As the climate crisis intensifies, there are probably going to be similar spaces where the state does not have the same kind of grip on the land and on the people. So toxic sovereignty, I think, is one really interesting thing to think through, not just for Indigenous people, but about how everybody is going to live on and relate to the land in the future.
I think another key piece is the recognition of the personhood and autonomy of other beings, including those in the spirit world. Eden Robinson’s work – her Trickster trilogy – is fabulous for that. My co-host Chelsea Vowel is releasing a book of Métis futurist short stories, Buffalo is the New Buffalo that I really recommend folks check out when it comes out in April 2022. Another piece is going to be about recentering and honouring Indigenous queer, trans and Two Spirit people in our societies and in our futures. Joshua Whitehead’s Love after the End anthology is so fabulous for that if people are interested in an Indigenous futurist take on that.
ED: Fascinating – I’ve never heard of the concept of toxic sovereignty. It seems like almost like the flip side of the coin of environmental racism. With environmental racism we typically think of people being shunted onto degraded lands, or being restricted to them, whether through government policy or market forces. This is kind of the flip side of that, with lands being damaged by colonial extraction and capitalist activity, and people being linked to those lands not through coercion but because these are their homelands.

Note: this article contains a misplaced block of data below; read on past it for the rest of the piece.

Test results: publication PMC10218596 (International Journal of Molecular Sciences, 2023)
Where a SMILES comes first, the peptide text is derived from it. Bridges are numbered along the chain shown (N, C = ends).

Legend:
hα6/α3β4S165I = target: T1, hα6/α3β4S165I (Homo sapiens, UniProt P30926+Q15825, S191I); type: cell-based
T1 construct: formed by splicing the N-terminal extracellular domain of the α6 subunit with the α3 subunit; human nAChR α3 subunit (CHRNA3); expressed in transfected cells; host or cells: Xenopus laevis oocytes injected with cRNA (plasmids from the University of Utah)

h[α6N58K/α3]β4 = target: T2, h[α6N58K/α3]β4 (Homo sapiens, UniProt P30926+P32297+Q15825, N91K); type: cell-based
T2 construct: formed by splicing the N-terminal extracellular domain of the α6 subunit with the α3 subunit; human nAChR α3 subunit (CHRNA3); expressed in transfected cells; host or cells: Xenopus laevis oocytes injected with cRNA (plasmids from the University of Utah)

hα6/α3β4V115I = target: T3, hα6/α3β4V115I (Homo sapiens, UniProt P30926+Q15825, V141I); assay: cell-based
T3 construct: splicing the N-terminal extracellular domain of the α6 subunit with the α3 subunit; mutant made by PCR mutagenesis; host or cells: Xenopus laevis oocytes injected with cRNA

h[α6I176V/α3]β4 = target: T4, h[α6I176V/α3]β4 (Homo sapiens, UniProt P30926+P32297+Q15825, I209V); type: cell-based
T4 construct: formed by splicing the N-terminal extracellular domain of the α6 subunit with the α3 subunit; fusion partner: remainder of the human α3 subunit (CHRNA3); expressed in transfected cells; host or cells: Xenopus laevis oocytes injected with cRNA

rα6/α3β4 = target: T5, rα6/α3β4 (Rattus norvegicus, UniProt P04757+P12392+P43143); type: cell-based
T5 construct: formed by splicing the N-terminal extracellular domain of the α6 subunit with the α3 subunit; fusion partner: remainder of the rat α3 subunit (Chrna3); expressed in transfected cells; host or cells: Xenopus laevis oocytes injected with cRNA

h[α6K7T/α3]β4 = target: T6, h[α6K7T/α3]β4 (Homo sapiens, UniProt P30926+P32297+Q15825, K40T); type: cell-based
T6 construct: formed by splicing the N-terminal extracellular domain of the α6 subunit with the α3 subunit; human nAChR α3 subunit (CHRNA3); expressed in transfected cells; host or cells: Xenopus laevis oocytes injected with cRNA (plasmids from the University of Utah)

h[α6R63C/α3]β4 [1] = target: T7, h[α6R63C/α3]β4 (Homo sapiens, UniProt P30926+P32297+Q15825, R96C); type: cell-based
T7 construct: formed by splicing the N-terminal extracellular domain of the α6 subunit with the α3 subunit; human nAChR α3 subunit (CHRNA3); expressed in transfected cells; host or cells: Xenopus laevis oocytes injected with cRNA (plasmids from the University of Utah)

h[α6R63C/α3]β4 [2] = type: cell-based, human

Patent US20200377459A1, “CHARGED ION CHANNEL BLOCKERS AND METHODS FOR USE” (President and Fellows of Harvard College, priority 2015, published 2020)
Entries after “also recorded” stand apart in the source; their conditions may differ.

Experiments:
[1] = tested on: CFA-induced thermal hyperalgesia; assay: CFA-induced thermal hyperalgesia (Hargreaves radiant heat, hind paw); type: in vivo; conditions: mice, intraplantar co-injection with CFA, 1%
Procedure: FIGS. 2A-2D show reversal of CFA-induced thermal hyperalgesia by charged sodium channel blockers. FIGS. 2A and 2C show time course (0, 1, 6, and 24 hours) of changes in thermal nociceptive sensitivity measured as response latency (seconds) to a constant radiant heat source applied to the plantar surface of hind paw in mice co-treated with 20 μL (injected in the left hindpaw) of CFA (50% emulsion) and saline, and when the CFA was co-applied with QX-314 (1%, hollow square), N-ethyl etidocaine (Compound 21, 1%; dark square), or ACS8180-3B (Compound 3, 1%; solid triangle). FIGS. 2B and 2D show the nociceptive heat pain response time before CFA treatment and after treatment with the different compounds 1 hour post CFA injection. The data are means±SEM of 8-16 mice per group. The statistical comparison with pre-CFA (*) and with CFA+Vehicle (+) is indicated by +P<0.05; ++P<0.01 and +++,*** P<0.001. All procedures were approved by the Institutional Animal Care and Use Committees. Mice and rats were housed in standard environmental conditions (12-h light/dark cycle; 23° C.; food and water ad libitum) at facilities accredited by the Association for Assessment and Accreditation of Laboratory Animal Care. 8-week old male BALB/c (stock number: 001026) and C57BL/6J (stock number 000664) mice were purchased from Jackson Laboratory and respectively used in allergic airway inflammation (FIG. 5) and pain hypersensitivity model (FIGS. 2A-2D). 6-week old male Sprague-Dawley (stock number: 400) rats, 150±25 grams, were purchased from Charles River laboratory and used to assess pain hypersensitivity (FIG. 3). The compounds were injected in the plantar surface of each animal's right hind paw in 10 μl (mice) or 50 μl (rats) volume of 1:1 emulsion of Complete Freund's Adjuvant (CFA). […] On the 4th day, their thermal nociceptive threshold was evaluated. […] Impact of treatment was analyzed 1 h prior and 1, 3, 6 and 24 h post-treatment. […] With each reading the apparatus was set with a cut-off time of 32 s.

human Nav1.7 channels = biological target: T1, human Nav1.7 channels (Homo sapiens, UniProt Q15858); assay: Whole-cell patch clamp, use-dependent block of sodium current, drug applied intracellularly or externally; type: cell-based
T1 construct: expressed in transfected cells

MS: I think it’s really important to recognize that toxic sovereignty is something that has, to a certain extent, some liberatory potential but still exists within this framework of intense environmental racism and violence. Toxic sovereignty can only exist through colonial violence, which doesn’t make that okay. But I think that toxic sovereignty helps us to imagine what it means to live on a planet that is not ideal for human life and thriving. In the context of state abandonment, who do we turn to? How do we exercise sovereignty? And by that I mean, how do we fulfill our relational obligations?
Thank you to Megan Coulter for her work transcribing this interview.